Wilderness The limited scope of this project is not expected to have any effect on the long-term ecological processes within the Sandia Mountain Wilderness. Additionally, the project area is not directly adjacent to the SMWA, with the two separated by Interstate 40; the possibility of direct impacts is severely limited. Ecological effects of the project are discussed in specific resource analyses within the EA and specialist reports for Wildlife, Water Resources, and Soils.

    A short-term increase in air pollutants would be expected due to exhaust from trucks, skidders, harvesting equipment, and planned ignitions. These are temporary sources of emissions and particulate matter; they would occur in the context of larger sources such as vehicle use in Albuquerque and along Sandia Crest Highway, NM 165, and US 40 around the Wilderness periphery (Natural).

    SMWA and the Cedro project lie in different watersheds therefore the use of herbicides in the Cedro project area does not pose a threat to the natural character of the SMWA. It is highly improbable that the localized application of liquid herbicides would find their way inside the SMWA. Any potential that may exist for these herbicides to be transported by rain would not be able to then transport them uphill from Tijeras pass into the SMWA.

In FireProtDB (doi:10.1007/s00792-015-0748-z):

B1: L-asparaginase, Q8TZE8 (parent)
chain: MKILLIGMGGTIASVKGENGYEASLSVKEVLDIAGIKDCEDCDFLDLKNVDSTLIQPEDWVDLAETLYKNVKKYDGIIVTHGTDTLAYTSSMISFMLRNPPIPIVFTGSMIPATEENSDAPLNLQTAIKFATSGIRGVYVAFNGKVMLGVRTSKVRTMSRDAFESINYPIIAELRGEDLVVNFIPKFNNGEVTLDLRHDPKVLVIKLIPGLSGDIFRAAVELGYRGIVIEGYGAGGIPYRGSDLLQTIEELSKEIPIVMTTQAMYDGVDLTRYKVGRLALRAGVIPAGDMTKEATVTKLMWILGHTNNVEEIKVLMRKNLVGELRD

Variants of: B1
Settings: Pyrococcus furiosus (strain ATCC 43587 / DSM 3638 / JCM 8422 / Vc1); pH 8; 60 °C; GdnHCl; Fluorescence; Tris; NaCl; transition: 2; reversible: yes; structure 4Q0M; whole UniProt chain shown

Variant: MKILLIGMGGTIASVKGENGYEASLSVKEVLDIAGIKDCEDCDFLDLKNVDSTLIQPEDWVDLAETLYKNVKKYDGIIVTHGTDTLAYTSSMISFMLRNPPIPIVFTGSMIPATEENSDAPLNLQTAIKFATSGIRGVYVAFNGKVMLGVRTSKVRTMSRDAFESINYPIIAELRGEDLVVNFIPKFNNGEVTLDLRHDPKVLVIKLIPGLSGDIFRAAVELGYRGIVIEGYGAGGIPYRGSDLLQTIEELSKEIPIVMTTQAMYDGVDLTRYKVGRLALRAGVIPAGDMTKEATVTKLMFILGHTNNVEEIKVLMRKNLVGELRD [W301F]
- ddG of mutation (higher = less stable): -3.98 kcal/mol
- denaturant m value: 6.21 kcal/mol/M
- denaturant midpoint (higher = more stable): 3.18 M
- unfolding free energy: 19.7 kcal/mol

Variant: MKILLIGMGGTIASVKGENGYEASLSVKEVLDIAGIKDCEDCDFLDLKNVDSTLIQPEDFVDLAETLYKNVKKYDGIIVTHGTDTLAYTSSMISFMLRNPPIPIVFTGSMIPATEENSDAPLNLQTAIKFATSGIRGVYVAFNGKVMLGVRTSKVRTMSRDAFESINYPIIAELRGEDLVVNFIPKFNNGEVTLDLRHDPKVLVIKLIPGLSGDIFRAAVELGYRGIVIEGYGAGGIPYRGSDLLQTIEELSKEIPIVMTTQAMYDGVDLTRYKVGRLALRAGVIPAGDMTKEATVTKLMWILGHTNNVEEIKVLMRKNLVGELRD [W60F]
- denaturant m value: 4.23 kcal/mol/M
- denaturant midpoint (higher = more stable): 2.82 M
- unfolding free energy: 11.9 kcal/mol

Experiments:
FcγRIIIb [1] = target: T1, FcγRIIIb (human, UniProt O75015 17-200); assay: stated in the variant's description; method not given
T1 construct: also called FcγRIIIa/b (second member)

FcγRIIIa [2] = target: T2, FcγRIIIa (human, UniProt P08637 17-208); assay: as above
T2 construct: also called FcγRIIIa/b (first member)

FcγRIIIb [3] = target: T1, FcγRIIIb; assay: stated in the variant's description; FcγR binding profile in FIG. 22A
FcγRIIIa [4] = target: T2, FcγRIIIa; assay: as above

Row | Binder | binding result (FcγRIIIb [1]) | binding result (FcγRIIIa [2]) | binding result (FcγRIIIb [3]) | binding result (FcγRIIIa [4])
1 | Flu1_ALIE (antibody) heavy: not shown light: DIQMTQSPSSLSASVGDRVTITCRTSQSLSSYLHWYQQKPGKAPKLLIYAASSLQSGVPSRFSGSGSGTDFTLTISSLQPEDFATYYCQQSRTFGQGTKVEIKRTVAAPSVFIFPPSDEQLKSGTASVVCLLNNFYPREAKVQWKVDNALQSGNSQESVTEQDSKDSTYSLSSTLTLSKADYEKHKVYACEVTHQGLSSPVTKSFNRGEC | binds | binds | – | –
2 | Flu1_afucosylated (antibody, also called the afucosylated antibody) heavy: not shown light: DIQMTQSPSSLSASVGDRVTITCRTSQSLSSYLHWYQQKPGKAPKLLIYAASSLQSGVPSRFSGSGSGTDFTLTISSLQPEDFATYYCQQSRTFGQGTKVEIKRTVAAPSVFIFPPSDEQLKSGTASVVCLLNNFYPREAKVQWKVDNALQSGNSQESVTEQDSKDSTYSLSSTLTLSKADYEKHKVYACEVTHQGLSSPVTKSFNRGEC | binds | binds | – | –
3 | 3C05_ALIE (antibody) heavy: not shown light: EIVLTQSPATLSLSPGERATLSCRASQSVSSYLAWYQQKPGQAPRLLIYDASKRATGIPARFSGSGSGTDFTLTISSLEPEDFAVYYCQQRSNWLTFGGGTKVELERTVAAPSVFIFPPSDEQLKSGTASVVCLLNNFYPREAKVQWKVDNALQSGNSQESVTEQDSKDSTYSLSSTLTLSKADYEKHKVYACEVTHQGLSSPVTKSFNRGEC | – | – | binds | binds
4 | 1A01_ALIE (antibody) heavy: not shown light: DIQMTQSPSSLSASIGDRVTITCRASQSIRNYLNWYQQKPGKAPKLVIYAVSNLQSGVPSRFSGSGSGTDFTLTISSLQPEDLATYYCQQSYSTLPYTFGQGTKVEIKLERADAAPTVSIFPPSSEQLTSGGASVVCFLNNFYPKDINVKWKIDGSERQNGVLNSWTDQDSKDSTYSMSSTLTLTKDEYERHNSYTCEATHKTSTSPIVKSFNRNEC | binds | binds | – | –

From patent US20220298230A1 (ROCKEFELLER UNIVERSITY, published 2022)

Noise (Wilderness and Non-Wilderness) Noise associated with harvest activity may be apparent to visitors within one or two miles of harvesting operations (Neitzel & Yost, 2003, p 15). The distance is generally based on the average decibels produced by machinery and measured over distance from the specific source. The sound-to-distance estimate does not take into account the buffering effects of vegetation, wind, or topography; these would further reduce the sound (Timerson, 1999, p 5; Claflin, 2008). Noise effects would be limited to the area surrounding harvest units and would be short-term in nature, limited to the duration of the vegetation management activities (Outstanding opportunities).

    Assuming the maximum distance of two miles, it is possible that noise could be audible in a small corner of the Sandia Mountain Wilderness. However, it is important to note that all of the management activity would not occur at one time, rather over the duration of the entire project timeframe, drastically reducing the percent of the Wilderness area affected at any one time.